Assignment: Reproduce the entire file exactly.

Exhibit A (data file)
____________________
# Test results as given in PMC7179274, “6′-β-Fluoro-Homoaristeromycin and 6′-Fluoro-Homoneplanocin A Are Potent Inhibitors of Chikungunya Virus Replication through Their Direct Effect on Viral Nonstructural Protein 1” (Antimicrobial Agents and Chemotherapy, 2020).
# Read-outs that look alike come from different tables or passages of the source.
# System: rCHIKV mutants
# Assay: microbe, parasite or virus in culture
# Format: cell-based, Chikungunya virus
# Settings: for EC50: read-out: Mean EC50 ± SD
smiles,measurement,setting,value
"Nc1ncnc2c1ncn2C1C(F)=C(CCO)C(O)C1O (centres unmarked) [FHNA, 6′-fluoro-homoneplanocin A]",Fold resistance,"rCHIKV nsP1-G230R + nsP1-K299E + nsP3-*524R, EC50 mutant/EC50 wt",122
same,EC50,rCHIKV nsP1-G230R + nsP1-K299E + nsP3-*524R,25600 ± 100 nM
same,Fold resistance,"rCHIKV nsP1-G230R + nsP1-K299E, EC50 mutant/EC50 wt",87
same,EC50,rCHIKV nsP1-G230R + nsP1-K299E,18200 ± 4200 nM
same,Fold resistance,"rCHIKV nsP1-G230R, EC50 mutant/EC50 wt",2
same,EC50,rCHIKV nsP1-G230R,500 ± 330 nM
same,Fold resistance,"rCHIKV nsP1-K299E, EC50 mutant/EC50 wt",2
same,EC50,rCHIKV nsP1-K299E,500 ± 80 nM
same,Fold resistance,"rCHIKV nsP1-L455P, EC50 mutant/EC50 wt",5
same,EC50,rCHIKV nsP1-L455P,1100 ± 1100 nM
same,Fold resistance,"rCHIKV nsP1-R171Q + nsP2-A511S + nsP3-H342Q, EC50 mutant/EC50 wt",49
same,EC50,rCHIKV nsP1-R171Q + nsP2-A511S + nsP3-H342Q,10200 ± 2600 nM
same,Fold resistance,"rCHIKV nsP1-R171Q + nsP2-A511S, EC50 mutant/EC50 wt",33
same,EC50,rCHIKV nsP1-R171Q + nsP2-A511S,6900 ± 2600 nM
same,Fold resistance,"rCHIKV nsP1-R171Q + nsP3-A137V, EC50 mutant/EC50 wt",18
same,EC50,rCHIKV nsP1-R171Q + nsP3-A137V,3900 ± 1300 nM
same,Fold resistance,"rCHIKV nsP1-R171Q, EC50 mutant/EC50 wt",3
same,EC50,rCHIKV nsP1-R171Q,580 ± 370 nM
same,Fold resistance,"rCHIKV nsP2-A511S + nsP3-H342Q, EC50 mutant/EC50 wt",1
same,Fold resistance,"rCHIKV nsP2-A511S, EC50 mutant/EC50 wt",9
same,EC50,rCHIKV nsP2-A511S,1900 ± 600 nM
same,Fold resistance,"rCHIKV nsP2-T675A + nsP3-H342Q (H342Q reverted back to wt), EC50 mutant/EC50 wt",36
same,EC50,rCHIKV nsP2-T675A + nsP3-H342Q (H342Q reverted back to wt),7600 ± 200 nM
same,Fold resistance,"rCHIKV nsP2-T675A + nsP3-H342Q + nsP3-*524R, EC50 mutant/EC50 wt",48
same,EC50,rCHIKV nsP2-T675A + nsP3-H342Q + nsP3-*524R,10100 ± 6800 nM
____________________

# Test results as given in PMC7179274, “6′-β-Fluoro-Homoaristeromycin and 6′-Fluoro-Homoneplanocin A Are Potent Inhibitors of Chikungunya Virus Replication through Their Direct Effect on Viral Nonstructural Protein 1” (Antimicrobial Agents and Chemotherapy, 2020).
# Read-outs that look alike come from different tables or passages of the source.
# System: rCHIKV mutants
# Assay: microbe, parasite or virus in culture
# Format: cell-based, Chikungunya virus
# Settings: for EC50: read-out: Mean EC50 ± SD
smiles,measurement,setting,value
"Nc1ncnc2c1ncn2C1C(F)=C(CCO)C(O)C1O (centres unmarked) [FHNA, 6′-fluoro-homoneplanocin A]",Fold resistance,"rCHIKV nsP1-G230R + nsP1-K299E + nsP3-*524R, EC50 mutant/EC50 wt",122
same,EC50,rCHIKV nsP1-G230R + nsP1-K299E + nsP3-*524R,25600 ± 100 nM
same,Fold resistance,"rCHIKV nsP1-G230R + nsP1-K299E, EC50 mutant/EC50 wt",87
same,EC50,rCHIKV nsP1-G230R + nsP1-K299E,18200 ± 4200 nM
same,Fold resistance,"rCHIKV nsP1-G230R, EC50 mutant/EC50 wt",2
same,EC50,rCHIKV nsP1-G230R,500 ± 330 nM
same,Fold resistance,"rCHIKV nsP1-K299E, EC50 mutant/EC50 wt",2
same,EC50,rCHIKV nsP1-K299E,500 ± 80 nM
same,Fold resistance,"rCHIKV nsP1-L455P, EC50 mutant/EC50 wt",5
same,EC50,rCHIKV nsP1-L455P,1100 ± 1100 nM
same,Fold resistance,"rCHIKV nsP1-R171Q + nsP2-A511S + nsP3-H342Q, EC50 mutant/EC50 wt",49
same,EC50,rCHIKV nsP1-R171Q + nsP2-A511S + nsP3-H342Q,10200 ± 2600 nM
same,Fold resistance,"rCHIKV nsP1-R171Q + nsP2-A511S, EC50 mutant/EC50 wt",33
same,EC50,rCHIKV nsP1-R171Q + nsP2-A511S,6900 ± 2600 nM
same,Fold resistance,"rCHIKV nsP1-R171Q + nsP3-A137V, EC50 mutant/EC50 wt",18
same,EC50,rCHIKV nsP1-R171Q + nsP3-A137V,3900 ± 1300 nM
same,Fold resistance,"rCHIKV nsP1-R171Q, EC50 mutant/EC50 wt",3
same,EC50,rCHIKV nsP1-R171Q,580 ± 370 nM
same,Fold resistance,"rCHIKV nsP2-A511S + nsP3-H342Q, EC50 mutant/EC50 wt",1
same,Fold resistance,"rCHIKV nsP2-A511S, EC50 mutant/EC50 wt",9
same,EC50,rCHIKV nsP2-A511S,1900 ± 600 nM
same,Fold resistance,"rCHIKV nsP2-T675A + nsP3-H342Q (H342Q reverted back to wt), EC50 mutant/EC50 wt",36
same,EC50,rCHIKV nsP2-T675A + nsP3-H342Q (H342Q reverted back to wt),7600 ± 200 nM
same,Fold resistance,"rCHIKV nsP2-T675A + nsP3-H342Q + nsP3-*524R, EC50 mutant/EC50 wt",48
same,EC50,rCHIKV nsP2-T675A + nsP3-H342Q + nsP3-*524R,10100 ± 6800 nM